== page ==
Parliamentary Debate Judging FAQ
I am currently in the US coaching Korea's national team to take on the rest of the world's best high school debaters. The format is parliamentary debate and I thought in the spirit of working with the format I would have a column explaining how judges examine these debates. The World Schools Debating Championship rules have three factors to consider for each debater: style, content, and strategy.
Style examines the way speakers engage the audience. Volume, posture, poise, tone and pacing are all important with regard to style. It's interesting to note that WSDC ballots list style first because when Content was listed first many adjudicators (judges) treated style as only a secondary consideration. It should be given equal weight to content. It accounts for two-fifths of the speaking points.
Arguments, reasoning and evidence are what build content. Each of these three factors needs to be present to have an effective debate. One way to become better at this part of debate is to be well-read on current events. This should provide more examples. Equal in importance to the style category, content often decides debates. It accounts for two-fifths of the speaking points.
Strategy is one-fifth of the points allocated to speakers. It is a look at teamwork. A team is made of three debaters and the team must figure out who will say what among team members and when. This should be allocated appropriately. Also, how the speaker deals with answering questions is part of strategy.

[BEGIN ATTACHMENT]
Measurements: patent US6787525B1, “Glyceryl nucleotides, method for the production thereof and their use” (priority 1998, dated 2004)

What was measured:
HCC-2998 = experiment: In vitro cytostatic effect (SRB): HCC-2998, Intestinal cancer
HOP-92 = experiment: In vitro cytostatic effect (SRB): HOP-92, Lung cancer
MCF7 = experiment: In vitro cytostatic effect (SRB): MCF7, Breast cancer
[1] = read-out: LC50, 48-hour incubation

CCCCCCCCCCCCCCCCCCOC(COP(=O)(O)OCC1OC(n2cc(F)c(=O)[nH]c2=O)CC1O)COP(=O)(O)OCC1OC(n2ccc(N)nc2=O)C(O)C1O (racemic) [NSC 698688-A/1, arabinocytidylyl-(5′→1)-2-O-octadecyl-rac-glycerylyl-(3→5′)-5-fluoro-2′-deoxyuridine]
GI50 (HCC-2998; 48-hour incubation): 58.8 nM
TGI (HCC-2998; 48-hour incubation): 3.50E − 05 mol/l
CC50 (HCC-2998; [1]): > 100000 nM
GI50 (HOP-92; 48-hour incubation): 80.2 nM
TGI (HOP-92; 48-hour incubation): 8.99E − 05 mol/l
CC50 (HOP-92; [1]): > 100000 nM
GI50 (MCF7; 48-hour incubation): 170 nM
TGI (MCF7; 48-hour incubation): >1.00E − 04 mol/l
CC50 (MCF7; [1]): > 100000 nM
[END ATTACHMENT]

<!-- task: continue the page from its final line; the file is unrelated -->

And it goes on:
Points of Information are the way that debaters ask questions (in the middle of speeches) in debates. The opposing team may stand to ask the speaker a question, which the speaker can accept or reject, but should accept a pair of questions in his/her speech. WSDC rules make a space for a deduction or addition of points based on how bad/good the debater was at asking questions.
It's really important to remember that judging debates is really about educating debaters. Please be sure to give constructive criticism-what was good and what needs improvement-to each debater.
I have received several kind emails lately and really appreciate it. I would like to ask that people visit the online version of this column and consider asking questions or discussing topics there.
Roger Hatridge coaches Korea's WSDC team and can be reached at Hatridge@gmail.com.